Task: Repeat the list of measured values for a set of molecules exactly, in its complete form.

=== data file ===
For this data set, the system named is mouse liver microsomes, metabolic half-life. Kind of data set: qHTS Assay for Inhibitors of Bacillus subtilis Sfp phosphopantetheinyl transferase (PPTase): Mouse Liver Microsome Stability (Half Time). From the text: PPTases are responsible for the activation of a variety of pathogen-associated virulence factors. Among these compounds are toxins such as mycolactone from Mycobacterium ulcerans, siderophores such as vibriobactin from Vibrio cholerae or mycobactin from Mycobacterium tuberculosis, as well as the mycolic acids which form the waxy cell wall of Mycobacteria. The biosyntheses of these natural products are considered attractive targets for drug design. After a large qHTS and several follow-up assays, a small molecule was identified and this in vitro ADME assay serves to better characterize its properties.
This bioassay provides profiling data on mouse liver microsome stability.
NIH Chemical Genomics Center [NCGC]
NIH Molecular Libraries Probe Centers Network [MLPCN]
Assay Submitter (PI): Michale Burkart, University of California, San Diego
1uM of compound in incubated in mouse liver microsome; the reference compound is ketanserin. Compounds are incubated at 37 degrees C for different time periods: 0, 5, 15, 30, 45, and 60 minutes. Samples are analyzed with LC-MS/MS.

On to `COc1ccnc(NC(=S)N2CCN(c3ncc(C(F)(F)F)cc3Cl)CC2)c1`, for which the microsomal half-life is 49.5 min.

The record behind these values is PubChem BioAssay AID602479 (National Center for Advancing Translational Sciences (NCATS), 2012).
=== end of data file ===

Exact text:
For this data set, the system named is mouse liver microsomes, metabolic half-life. Kind of data set: qHTS Assay for Inhibitors of Bacillus subtilis Sfp phosphopantetheinyl transferase (PPTase): Mouse Liver Microsome Stability (Half Time). From the text: PPTases are responsible for the activation of a variety of pathogen-associated virulence factors. Among these compounds are toxins such as mycolactone from Mycobacterium ulcerans, siderophores such as vibriobactin from Vibrio cholerae or mycobactin from Mycobacterium tuberculosis, as well as the mycolic acids which form the waxy cell wall of Mycobacteria. The biosyntheses of these natural products are considered attractive targets for drug design. After a large qHTS and several follow-up assays, a small molecule was identified and this in vitro ADME assay serves to better characterize its properties.
This bioassay provides profiling data on mouse liver microsome stability.
NIH Chemical Genomics Center [NCGC]
NIH Molecular Libraries Probe Centers Network [MLPCN]
Assay Submitter (PI): Michale Burkart, University of California, San Diego
1uM of compound in incubated in mouse liver microsome; the reference compound is ketanserin. Compounds are incubated at 37 degrees C for different time periods: 0, 5, 15, 30, 45, and 60 minutes. Samples are analyzed with LC-MS/MS.

On to `COc1ccnc(NC(=S)N2CCN(c3ncc(C(F)(F)F)cc3Cl)CC2)c1`, for which the microsomal half-life is 49.5 min.

The record behind these values is PubChem BioAssay AID602479 (National Center for Advancing Translational Sciences (NCATS), 2012).